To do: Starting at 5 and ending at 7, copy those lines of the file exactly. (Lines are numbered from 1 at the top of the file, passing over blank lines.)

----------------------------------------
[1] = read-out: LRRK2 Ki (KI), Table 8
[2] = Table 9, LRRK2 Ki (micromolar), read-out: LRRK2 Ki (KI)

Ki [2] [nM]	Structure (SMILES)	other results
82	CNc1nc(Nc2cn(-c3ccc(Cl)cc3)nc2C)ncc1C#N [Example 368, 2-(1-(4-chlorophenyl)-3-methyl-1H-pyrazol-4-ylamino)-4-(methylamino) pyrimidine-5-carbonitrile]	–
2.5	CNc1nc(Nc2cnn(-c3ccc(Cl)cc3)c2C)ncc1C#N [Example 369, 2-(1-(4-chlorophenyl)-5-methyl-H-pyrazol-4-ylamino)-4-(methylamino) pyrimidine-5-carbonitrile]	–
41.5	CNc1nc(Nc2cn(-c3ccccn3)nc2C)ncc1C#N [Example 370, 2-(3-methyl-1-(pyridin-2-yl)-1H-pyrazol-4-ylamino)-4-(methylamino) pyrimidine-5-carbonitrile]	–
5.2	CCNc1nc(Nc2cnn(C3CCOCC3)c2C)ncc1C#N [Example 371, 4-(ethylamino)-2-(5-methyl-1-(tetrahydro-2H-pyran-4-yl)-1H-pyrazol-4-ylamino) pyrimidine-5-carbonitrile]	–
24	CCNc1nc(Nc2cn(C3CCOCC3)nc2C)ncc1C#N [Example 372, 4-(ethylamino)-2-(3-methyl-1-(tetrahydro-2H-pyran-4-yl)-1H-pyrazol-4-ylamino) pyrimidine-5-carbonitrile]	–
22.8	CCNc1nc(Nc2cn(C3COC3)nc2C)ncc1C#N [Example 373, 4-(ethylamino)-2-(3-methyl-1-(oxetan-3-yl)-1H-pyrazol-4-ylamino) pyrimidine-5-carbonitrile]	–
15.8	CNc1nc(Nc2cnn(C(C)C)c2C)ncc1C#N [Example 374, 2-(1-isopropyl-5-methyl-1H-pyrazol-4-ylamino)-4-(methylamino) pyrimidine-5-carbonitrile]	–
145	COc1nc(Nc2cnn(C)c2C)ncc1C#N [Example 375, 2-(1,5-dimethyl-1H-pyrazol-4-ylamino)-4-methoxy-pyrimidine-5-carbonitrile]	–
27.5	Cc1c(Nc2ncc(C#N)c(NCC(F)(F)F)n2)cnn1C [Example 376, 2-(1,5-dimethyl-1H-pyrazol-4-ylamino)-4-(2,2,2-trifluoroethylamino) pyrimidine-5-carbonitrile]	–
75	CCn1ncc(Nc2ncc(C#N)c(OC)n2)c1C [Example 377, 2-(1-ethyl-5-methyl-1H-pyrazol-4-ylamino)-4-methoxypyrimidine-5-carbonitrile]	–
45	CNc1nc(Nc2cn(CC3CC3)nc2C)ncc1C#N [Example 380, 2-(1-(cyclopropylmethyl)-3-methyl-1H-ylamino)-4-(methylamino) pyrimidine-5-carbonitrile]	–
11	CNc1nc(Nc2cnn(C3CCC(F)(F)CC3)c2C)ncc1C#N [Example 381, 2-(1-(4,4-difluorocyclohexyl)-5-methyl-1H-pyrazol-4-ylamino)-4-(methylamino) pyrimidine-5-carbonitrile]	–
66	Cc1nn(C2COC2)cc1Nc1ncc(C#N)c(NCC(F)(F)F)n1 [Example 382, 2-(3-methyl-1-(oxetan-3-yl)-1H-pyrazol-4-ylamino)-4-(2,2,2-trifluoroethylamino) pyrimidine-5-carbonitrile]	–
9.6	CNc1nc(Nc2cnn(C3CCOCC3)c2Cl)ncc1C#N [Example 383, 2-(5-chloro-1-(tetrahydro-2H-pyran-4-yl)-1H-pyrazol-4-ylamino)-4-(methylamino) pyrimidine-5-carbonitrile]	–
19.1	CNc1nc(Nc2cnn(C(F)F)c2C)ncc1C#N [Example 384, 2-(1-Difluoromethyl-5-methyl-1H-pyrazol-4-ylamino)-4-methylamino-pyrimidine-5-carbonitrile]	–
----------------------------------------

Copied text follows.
2.5	CNc1nc(Nc2cnn(-c3ccc(Cl)cc3)c2C)ncc1C#N [Example 369, 2-(1-(4-chlorophenyl)-5-methyl-H-pyrazol-4-ylamino)-4-(methylamino) pyrimidine-5-carbonitrile]	–
41.5	CNc1nc(Nc2cn(-c3ccccn3)nc2C)ncc1C#N [Example 370, 2-(3-methyl-1-(pyridin-2-yl)-1H-pyrazol-4-ylamino)-4-(methylamino) pyrimidine-5-carbonitrile]	–
5.2	CCNc1nc(Nc2cnn(C3CCOCC3)c2C)ncc1C#N [Example 371, 4-(ethylamino)-2-(5-methyl-1-(tetrahydro-2H-pyran-4-yl)-1H-pyrazol-4-ylamino) pyrimidine-5-carbonitrile]	–